Step 1030 involves accessing menu hierarchy configuration data (e.g., 414) based upon user interaction with the hierarchy (e.g., 510). The configuration data (e.g., 414) may include data for reorganizing the hierarchy (e.g., addition of nodes, removal of nodes, promotion of nodes, demotion of nodes, reorganizing nodes, renaming of nodes, etc.), where the configuration data (e.g., 414) may be based on changes to the configurable hierarchy using the GUI (e.g., 410). In another embodiment, the configuration data (e.g., 414) may include one or more functions and/or executable code (e.g., supplied using graphical object 580 or another feature of GUI 410) associated with one or more nodes of the hierarchy (e.g., 510).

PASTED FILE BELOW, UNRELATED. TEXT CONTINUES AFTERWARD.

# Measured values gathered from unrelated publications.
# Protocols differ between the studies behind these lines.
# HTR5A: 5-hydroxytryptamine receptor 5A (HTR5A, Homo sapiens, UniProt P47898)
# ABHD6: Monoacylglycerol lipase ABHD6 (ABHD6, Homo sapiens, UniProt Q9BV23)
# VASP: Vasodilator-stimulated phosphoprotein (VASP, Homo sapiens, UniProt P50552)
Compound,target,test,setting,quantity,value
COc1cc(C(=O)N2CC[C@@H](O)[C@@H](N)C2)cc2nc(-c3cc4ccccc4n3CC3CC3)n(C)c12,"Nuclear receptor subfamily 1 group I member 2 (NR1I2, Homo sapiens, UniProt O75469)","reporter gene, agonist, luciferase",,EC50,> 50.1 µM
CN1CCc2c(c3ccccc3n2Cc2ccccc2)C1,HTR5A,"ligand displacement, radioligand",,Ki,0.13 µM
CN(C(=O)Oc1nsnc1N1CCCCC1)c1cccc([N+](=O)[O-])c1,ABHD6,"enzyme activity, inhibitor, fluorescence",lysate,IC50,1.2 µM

In one embodiment, steps 1010 and/or 1020 may be omitted. For example, the GUI (e.g., 410) for presenting the menu hierarchy (e.g. 510) may be created from scratch by a user using a GUI (e.g., 410) in step 1030. In this manner, the menu hierarchy data (e.g., 412) may contain little or no information about the displayed menu hierarchy (e.g., 510). In other embodiments, the menu hierarchy data (e.g., 412) may not be accessed, thereby creating the displayed menu hierarchy (e.g., 510) without a template.